Now Lonergan wrote that close to half a century ago. He described himself conservative on doctrinal issues, for example. Yet one can follow the implications of his views forward into our own setting. Just as one can point out that Lightbrown's use of the term "sophisticated" has implications beyond what he perhaps intends.

What I think is this:If one wants to advance a culturally progressive view on human sexuality one has to advance it on other doctrinal issues as well. Arguing for 'progress' on issues of sexuality while maintaining adherence to the creeds in the manner he does, is to fall into a romantic dichotomy that ultimately undermines both positions, as far as I can see anyway.



Posted by Rod Gillis at Sunday, 11 March 2018 at 7:46pm GMT

'The creeds are not true in a "fundamentally literal sense". Rather,they express symbolically, as period pieces, as a half way house between mythology and systematic thinking, what one grasps on the way to truth.'

That's a dogmatic an assertion as any conservative evangelical would make. You don't believe the creeds to be literally true, but cannot prove that they are not. Millions of reasonable and rational people, including scientists, believe them.

Nor is the orthodox-progressive position as inconsistent as you claim. It's perfectly possible to believe in the incarnation, death, and resurrection of Jesus, and also to understand that Jesus said nothing against homosexuality. We need to apply our minds - an our understanding of literary genre, and socio-cultural and historical settings - to reading the Bible. That doesn't mean we need to throw all of it out as unhistorical.

If Jesus had not risen from the dead and was still in the tomb, why were the authorities totally unable to quash the stories of his resurrection? They had only to produce his body. But it wasn't there.

Posted by Janet Fife at Sunday, 11 March 2018 at 8:12pm GMT

Does Janet Fife honestly believe that God has hands? Apparently Our Lord Sits next to the right one. I haven't heard any scientist claiming that God has limbs. Perhaps Ms Fife might tell us if God has a nose.

Posted by FrDavidH at Sunday, 11 March 2018 at 11:04pm GMT

Re: Janet Fife, "You don't believe the creeds to be literally true, but cannot prove that they are not."

The burden of proof with regard to a "fundamentally literal sense " falls to those arguing for it. "He ascended into Heaven and is seated at the right hand of the Father." In what sense do you understand this to be true in the sense of Lightbown’s "fundamentally literal sense"? In what sense are "Father" and "Son" to be taken literally?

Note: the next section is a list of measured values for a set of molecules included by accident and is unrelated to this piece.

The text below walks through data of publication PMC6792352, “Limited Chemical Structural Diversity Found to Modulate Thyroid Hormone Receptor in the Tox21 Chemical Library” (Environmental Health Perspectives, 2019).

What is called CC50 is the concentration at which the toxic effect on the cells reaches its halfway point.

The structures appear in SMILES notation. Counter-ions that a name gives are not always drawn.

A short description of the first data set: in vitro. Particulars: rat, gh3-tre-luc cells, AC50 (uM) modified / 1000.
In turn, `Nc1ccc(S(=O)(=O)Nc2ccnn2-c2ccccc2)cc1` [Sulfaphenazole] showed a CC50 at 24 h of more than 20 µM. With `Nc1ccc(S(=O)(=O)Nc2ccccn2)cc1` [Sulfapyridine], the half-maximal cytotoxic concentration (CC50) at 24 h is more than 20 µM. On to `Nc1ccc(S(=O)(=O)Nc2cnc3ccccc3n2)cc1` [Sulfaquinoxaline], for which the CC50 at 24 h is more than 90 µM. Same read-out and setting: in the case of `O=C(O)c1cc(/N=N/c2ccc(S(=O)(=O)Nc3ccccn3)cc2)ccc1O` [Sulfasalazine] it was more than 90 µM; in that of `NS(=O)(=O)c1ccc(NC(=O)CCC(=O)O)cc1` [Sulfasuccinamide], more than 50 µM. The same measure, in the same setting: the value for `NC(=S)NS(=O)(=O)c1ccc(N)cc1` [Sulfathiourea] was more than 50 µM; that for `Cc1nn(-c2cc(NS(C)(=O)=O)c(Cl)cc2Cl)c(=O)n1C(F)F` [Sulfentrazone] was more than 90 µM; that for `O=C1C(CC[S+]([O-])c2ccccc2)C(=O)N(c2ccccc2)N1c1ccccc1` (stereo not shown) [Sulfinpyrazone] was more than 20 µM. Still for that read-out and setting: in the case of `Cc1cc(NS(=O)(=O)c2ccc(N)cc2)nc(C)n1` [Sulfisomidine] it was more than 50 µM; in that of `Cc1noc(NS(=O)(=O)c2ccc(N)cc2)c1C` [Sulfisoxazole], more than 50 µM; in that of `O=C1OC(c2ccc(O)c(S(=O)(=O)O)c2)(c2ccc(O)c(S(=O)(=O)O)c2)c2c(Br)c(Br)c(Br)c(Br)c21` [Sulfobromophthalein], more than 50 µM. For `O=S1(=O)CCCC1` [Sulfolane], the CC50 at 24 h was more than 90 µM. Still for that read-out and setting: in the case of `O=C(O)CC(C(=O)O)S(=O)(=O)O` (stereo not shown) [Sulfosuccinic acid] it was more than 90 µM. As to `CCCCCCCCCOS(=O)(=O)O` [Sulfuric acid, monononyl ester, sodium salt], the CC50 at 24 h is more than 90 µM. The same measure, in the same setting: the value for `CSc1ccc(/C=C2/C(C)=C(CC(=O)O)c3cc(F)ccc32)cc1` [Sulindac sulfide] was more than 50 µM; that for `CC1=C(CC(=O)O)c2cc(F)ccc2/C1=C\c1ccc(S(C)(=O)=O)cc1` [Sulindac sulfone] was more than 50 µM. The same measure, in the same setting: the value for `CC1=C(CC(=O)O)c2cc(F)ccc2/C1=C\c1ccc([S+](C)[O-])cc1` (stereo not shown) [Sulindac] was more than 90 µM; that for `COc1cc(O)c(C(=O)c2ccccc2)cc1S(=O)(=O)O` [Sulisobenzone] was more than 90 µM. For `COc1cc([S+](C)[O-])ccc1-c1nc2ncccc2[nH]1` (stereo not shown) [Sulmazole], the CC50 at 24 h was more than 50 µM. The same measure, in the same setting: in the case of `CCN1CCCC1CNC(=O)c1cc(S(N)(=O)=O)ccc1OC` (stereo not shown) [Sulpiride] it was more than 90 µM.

I did not say that I do not "believe in" the resurrection. See my post of March 10th where I wrote: "Virtually none of what is crafted in biblical resurrection narratives could have happened empirically or historically as described." My saying so can be supported by scores of catholic minded theologians every bit as persuasive as your "millions of rational people" ( :

What I am probing is the viability of Lightbown’s distinction. Traditionally a revealed christology is paired with a revealed morality. Lightbrown appears to want to keep the former textually while setting aside the latter textually,as do you apparently. Your third paragraph in your post is simply illustrative of the dilemma which you resolve by cleaving one off from the other.

But I'm not carrying that burden. I understand the initial phenomena of the resurrection as a religious experience grounded in the mind of what we refer to as the original witnesses with their understanding and expression of the same culturally conditioned and contextualized.

The texts themselves are not the raw data of the experience. They go beyond it, and in a problematic way if taken in a fundamentally literal sense.

Posted by Rod Gillis at Monday, 12 March 2018 at 12:50am GMT

"If one wants to advance a culturally progressive view on human sexuality one has to advance it on other doctrinal issues as well. "

I think the progressive orthodox position could be characterised as a belief that God intervenes, and that, being made in His image, He asks us to interve within the constraints He has imposed upon us. From that it is entirely possible to see the creeds as literal truth - God as interventionist - while feeling called to intervene ourselves with a progressive view of sexuality, based on Jesus's own championing of the vulnerable. I absolutely don't see the contradiction you claim.

Posted by Kate at Monday, 12 March 2018 at 7:37am GMT